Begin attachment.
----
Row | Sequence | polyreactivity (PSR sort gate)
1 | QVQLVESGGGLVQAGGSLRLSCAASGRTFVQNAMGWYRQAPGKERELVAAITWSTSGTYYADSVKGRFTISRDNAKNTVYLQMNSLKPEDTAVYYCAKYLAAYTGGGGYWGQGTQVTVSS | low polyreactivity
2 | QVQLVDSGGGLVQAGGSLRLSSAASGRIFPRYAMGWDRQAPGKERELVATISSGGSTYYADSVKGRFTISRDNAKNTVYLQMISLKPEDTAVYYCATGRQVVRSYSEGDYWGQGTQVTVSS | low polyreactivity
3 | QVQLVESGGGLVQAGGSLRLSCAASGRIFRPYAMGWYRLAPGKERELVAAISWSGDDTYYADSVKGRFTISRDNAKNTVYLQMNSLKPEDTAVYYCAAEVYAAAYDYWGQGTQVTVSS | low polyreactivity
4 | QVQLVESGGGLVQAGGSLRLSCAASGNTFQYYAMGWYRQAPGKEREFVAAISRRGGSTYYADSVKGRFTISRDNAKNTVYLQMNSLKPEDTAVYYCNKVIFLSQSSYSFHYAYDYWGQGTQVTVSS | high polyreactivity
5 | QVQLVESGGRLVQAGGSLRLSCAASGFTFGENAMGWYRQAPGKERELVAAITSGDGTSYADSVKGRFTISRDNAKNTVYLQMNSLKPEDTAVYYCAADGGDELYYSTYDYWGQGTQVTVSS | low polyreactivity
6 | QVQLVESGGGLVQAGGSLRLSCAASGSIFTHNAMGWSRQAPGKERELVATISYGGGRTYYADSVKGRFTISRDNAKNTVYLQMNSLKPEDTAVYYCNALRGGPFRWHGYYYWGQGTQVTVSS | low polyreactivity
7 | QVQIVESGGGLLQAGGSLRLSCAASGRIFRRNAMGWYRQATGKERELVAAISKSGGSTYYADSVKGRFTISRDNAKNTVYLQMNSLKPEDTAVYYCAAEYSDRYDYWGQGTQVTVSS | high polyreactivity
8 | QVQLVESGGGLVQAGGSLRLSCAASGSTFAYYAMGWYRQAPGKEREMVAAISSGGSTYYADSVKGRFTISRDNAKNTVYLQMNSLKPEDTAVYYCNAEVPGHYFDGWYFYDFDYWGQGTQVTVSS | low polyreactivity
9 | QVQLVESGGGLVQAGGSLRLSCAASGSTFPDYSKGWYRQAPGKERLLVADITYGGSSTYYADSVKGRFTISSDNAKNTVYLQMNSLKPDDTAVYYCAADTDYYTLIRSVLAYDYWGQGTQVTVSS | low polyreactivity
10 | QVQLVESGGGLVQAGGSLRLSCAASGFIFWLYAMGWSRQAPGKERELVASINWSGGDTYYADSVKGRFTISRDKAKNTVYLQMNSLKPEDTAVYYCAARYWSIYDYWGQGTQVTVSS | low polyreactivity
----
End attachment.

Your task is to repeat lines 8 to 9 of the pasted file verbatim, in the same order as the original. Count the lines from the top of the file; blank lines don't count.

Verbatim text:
7 | QVQIVESGGGLLQAGGSLRLSCAASGRIFRRNAMGWYRQATGKERELVAAISKSGGSTYYADSVKGRFTISRDNAKNTVYLQMNSLKPEDTAVYYCAAEYSDRYDYWGQGTQVTVSS | high polyreactivity
8 | QVQLVESGGGLVQAGGSLRLSCAASGSTFAYYAMGWYRQAPGKEREMVAAISSGGSTYYADSVKGRFTISRDNAKNTVYLQMNSLKPEDTAVYYCNAEVPGHYFDGWYFYDFDYWGQGTQVTVSS | low polyreactivity